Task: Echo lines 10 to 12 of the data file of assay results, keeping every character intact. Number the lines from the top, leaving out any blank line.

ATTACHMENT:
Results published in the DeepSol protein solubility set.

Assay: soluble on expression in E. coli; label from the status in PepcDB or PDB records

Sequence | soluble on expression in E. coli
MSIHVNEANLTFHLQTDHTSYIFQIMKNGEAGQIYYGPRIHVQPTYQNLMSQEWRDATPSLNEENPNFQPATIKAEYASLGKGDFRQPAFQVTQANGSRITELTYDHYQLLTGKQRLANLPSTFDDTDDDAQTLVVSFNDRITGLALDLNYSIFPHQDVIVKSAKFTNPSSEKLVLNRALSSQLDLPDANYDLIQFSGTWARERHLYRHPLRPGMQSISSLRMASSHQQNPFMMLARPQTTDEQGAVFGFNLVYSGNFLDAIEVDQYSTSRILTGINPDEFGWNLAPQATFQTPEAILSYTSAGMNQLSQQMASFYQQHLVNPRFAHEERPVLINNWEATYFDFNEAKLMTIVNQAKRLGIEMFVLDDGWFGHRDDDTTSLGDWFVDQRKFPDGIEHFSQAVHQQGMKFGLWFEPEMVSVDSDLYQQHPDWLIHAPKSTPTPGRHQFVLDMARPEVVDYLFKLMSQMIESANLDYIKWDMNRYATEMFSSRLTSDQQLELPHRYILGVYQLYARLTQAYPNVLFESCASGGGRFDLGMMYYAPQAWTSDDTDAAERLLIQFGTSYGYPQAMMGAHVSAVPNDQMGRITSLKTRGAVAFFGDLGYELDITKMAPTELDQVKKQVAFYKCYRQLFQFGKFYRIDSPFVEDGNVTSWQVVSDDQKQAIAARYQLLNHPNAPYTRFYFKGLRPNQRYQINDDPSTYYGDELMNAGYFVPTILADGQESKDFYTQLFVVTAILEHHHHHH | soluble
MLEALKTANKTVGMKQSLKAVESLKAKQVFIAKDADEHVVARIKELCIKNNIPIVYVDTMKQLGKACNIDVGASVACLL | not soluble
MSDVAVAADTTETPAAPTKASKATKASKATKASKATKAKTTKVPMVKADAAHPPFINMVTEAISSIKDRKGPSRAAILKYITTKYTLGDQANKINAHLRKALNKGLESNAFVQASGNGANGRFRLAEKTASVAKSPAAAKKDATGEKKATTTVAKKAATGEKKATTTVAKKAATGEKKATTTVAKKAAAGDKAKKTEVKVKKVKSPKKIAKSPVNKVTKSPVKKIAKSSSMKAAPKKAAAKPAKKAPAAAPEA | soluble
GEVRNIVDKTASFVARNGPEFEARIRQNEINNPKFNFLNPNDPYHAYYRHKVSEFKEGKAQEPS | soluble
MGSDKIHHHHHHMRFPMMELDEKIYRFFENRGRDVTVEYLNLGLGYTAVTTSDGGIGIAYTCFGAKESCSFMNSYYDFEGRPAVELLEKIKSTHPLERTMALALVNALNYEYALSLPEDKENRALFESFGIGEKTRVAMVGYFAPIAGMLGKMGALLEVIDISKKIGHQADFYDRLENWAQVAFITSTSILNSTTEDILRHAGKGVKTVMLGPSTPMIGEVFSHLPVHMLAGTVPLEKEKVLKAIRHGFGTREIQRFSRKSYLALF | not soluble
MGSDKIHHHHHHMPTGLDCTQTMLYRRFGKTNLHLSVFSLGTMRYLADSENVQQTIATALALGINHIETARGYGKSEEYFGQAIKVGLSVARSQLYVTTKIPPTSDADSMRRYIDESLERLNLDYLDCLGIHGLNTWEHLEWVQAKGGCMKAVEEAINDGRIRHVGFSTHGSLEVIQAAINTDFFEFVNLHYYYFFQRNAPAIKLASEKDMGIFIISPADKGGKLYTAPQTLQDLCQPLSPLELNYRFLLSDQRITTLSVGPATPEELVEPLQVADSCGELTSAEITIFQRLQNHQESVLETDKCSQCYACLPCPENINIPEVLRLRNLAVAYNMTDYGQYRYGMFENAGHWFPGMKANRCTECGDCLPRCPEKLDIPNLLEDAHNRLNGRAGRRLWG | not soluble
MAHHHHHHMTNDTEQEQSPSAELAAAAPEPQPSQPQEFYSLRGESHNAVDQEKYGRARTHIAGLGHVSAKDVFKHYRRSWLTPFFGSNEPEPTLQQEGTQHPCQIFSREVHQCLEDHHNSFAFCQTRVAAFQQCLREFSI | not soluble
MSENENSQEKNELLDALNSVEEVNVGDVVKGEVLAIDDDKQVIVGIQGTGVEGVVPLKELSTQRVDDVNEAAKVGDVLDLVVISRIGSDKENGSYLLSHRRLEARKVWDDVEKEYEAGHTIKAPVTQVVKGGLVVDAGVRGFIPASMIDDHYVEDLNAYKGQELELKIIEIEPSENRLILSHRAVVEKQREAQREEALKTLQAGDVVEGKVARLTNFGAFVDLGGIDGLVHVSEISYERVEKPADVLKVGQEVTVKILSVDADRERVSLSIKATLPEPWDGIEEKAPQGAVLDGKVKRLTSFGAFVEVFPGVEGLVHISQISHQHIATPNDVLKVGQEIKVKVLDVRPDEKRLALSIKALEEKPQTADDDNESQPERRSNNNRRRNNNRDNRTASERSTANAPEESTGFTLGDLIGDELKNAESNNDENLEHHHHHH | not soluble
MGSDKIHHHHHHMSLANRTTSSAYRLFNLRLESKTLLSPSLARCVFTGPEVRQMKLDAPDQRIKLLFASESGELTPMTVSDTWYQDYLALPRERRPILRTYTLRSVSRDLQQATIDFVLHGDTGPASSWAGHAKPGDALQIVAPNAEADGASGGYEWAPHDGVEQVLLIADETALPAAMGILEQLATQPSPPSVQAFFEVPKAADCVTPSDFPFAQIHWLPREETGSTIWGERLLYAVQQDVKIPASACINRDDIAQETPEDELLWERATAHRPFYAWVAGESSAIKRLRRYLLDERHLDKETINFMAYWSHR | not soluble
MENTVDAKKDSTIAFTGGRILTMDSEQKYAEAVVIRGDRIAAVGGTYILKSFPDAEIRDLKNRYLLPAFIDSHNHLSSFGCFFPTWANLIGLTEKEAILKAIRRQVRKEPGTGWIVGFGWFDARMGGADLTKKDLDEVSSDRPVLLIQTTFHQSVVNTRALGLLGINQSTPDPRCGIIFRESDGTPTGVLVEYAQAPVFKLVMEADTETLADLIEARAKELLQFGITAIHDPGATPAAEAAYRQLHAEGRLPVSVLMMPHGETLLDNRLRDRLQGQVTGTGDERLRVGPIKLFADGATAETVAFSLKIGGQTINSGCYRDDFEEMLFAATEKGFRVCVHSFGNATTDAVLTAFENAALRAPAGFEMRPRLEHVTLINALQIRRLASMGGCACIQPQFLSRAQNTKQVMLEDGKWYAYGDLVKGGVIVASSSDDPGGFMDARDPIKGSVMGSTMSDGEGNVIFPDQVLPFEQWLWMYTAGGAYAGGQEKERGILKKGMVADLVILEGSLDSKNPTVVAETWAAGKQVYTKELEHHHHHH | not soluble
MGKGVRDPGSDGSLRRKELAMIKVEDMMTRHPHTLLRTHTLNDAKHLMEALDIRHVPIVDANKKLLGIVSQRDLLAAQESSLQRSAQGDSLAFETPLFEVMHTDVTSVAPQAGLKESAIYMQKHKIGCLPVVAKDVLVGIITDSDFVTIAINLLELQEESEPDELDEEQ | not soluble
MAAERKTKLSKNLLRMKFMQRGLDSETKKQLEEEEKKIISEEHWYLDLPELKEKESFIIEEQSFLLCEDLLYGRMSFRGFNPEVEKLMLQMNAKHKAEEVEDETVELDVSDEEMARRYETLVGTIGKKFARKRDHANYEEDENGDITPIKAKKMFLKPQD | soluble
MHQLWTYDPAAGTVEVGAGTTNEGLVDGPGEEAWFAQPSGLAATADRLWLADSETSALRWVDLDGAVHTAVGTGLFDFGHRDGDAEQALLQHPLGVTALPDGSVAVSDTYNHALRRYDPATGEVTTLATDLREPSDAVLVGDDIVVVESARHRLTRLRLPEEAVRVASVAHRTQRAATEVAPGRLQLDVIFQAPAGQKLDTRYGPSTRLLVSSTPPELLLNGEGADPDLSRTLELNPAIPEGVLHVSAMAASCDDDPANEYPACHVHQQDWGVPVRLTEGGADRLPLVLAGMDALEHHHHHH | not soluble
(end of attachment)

MAHHHHHHMTNDTEQEQSPSAELAAAAPEPQPSQPQEFYSLRGESHNAVDQEKYGRARTHIAGLGHVSAKDVFKHYRRSWLTPFFGSNEPEPTLQQEGTQHPCQIFSREVHQCLEDHHNSFAFCQTRVAAFQQCLREFSI | not soluble
MSENENSQEKNELLDALNSVEEVNVGDVVKGEVLAIDDDKQVIVGIQGTGVEGVVPLKELSTQRVDDVNEAAKVGDVLDLVVISRIGSDKENGSYLLSHRRLEARKVWDDVEKEYEAGHTIKAPVTQVVKGGLVVDAGVRGFIPASMIDDHYVEDLNAYKGQELELKIIEIEPSENRLILSHRAVVEKQREAQREEALKTLQAGDVVEGKVARLTNFGAFVDLGGIDGLVHVSEISYERVEKPADVLKVGQEVTVKILSVDADRERVSLSIKATLPEPWDGIEEKAPQGAVLDGKVKRLTSFGAFVEVFPGVEGLVHISQISHQHIATPNDVLKVGQEIKVKVLDVRPDEKRLALSIKALEEKPQTADDDNESQPERRSNNNRRRNNNRDNRTASERSTANAPEESTGFTLGDLIGDELKNAESNNDENLEHHHHHH | not soluble
MGSDKIHHHHHHMSLANRTTSSAYRLFNLRLESKTLLSPSLARCVFTGPEVRQMKLDAPDQRIKLLFASESGELTPMTVSDTWYQDYLALPRERRPILRTYTLRSVSRDLQQATIDFVLHGDTGPASSWAGHAKPGDALQIVAPNAEADGASGGYEWAPHDGVEQVLLIADETALPAAMGILEQLATQPSPPSVQAFFEVPKAADCVTPSDFPFAQIHWLPREETGSTIWGERLLYAVQQDVKIPASACINRDDIAQETPEDELLWERATAHRPFYAWVAGESSAIKRLRRYLLDERHLDKETINFMAYWSHR | not soluble